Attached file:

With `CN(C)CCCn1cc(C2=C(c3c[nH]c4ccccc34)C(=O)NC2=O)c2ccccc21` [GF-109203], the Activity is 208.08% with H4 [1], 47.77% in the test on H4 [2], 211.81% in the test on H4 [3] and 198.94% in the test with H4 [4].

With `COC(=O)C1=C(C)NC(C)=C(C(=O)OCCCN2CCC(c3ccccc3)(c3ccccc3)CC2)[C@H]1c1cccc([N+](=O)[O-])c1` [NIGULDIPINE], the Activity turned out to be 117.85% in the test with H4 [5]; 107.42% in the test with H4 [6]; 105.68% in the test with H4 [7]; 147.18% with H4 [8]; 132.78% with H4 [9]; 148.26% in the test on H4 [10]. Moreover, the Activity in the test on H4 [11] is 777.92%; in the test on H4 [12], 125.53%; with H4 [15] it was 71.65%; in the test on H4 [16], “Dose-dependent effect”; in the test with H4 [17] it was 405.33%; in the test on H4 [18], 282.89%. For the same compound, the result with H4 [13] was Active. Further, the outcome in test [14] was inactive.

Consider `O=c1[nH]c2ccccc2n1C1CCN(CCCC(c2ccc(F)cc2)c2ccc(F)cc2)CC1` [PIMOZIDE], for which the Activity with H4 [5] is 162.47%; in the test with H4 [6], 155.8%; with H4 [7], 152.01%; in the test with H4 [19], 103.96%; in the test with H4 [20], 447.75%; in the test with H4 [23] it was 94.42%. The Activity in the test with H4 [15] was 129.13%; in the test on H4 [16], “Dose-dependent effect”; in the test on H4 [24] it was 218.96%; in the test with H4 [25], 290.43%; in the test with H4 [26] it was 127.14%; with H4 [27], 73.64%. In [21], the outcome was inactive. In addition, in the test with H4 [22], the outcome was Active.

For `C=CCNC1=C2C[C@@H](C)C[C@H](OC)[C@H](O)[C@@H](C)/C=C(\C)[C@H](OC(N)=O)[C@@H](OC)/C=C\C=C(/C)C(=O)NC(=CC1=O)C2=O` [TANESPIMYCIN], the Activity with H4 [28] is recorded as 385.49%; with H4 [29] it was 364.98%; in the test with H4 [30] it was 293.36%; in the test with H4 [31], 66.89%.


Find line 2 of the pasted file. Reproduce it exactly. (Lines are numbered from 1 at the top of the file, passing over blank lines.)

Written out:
With `COC(=O)C1=C(C)NC(C)=C(C(=O)OCCCN2CCC(c3ccccc3)(c3ccccc3)CC2)[C@H]1c1cccc([N+](=O)[O-])c1` [NIGULDIPINE], the Activity turned out to be 117.85% in the test with H4 [5]; 107.42% in the test with H4 [6]; 105.68% in the test with H4 [7]; 147.18% with H4 [8]; 132.78% with H4 [9]; 148.26% in the test on H4 [10]. Moreover, the Activity in the test on H4 [11] is 777.92%; in the test on H4 [12], 125.53%; with H4 [15] it was 71.65%; in the test on H4 [16], “Dose-dependent effect”; in the test with H4 [17] it was 405.33%; in the test on H4 [18], 282.89%. For the same compound, the result with H4 [13] was Active. Further, the outcome in test [14] was inactive.